Wednesday, December 19, 2012

Quitter. (Adventures in workouts.)

Back to the regularly scheduled programming.  Thanks for indulging me in talking about the Newtown tragedy.  I know I'm no Anderson Cooper (who is the new love of my life due to his late twitter exchange), but sometimes it's really nice to be able to talk about other things on this blog.  So yeah, you rock.

No one likes a quitter.  Especially me.  Especially when I'm the quitter.  That really sucks.

Like this morning, for example:

Because I'm trying to get into good half marathon shape, I've been trying to do some long intervals and tempos.  They've occurred mostly on the treadmill because I am lazy and don't like being bothered with setting my own pace.  That, and I think I can push myself harder there than on a road by myself.

So a 5 miler at 7:08 was scheduled this morning.  Except I figured I'd go at 7:12 because I'm still easing back into this "speed thing".

I was a little nervous about this run because I've been quitting tempos halfway through since this summer.  And everyone knows that once you start quitting things, it's hard to stop.  This would be a challenge given my current speed ability.

I ate some mango chunks and told myself "you won't quit this workout, you'll stick it through".  "Yes, I got this."  I stepped out the door to warm up into the 40 degree LA weather which if you didn't know, feels like -20 degrees to us.   I got back and stepped on the treadmill.  "You won't quit this time", I told myself.

I put the treadmill at 1.0% incline and 8.3 mph.  The first mile was easy.  I blasted some old techno song.  Crystal Castles I think.  Around two miles in, doubt started creeping into my mind again.  "How the hell am I going to run for three more miles?".

"I really feel tired".  "If I feel this tired now, how will I feel 15 minutes from now?"

And then that same stupid voice started coming into my head.  Like one of those cartoon devil versus angel over my shoulder.  "Just hit the stop button".  "You're tired".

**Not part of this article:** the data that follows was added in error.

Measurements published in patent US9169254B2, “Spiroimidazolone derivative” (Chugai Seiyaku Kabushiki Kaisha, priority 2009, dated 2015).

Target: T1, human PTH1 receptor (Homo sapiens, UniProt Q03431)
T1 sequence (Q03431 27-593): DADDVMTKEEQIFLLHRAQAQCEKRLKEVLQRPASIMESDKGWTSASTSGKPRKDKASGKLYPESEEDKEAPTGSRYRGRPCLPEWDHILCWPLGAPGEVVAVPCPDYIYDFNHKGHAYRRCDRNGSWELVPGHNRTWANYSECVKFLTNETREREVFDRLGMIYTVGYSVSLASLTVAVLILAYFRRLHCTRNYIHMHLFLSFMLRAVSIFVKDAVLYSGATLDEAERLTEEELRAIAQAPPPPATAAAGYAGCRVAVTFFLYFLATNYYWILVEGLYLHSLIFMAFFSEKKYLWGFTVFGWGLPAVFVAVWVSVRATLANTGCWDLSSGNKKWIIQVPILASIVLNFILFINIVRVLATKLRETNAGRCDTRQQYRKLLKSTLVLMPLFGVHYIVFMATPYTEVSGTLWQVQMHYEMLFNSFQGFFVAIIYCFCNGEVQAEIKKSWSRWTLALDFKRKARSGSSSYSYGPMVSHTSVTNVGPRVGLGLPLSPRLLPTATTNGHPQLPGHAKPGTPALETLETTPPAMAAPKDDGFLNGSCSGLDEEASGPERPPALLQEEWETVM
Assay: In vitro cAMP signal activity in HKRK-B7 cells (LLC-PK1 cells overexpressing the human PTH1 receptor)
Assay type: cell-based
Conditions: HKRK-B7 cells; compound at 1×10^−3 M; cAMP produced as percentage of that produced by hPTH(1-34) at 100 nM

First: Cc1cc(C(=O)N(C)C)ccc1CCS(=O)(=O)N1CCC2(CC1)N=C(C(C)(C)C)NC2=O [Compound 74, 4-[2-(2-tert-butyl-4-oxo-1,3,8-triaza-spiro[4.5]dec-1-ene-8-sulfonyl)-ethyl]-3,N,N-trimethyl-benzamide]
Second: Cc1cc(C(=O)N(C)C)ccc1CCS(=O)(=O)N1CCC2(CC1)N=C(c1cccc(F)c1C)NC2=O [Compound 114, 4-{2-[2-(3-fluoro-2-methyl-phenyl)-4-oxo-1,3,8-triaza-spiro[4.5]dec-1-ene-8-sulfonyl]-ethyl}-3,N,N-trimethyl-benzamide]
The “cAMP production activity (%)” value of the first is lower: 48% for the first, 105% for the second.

And damnit, 2.75 miles into this stupid tempo run, I looked down at the stop button...tried to stop myself for a minute...but then as I have many times lately, I hit it.  The treadmill slowed down and within a couple seconds I was instantly pissed at myself.  How the hell am I going to improve if I just keep quitting these workouts?  This keeps happening.  

Then the cartoon angel (ok, more like a cartoon personal trainer) came back into the picture.  "Come on, Margot.  The least you can do is try to finish the tempo".

I decided to get right back on the treadmill and go another two miles (cutting off one quarter).  I cranked the inclined down to 0% which I guess is cheating but whatever, I need all the help I can get.

Somehow, the tempo didn't seem to mentally hard when I could think of it as two miles left without already having mileage down.  That, and the 60 second break helped.

I finished the two miles at 7:12 and got off the treadmill, still annoyed with myself.  And very sweaty.  But at least kind of happy that I tried to finish the workout.

There is no inspirational end to this blog post, because it hasn't happened yet.  How do you stick it out?  I've thought of some ideas...

1) Allow myself to take a 60 second breather during one more tempo, then cut it down to 45 seconds, then 30, and then it's so small I must be able to just keep going right?

2) Adjust the treadmill speed up and down every half mile to avoid boredom and get a sense of achievement every 3-4 minutes.

3) Get someone in there to workout with me.  I don't know about you, but I workout way better when there is someone there with me.  Essentially, I don't want them to think I'm a total loser and that is motivational enough.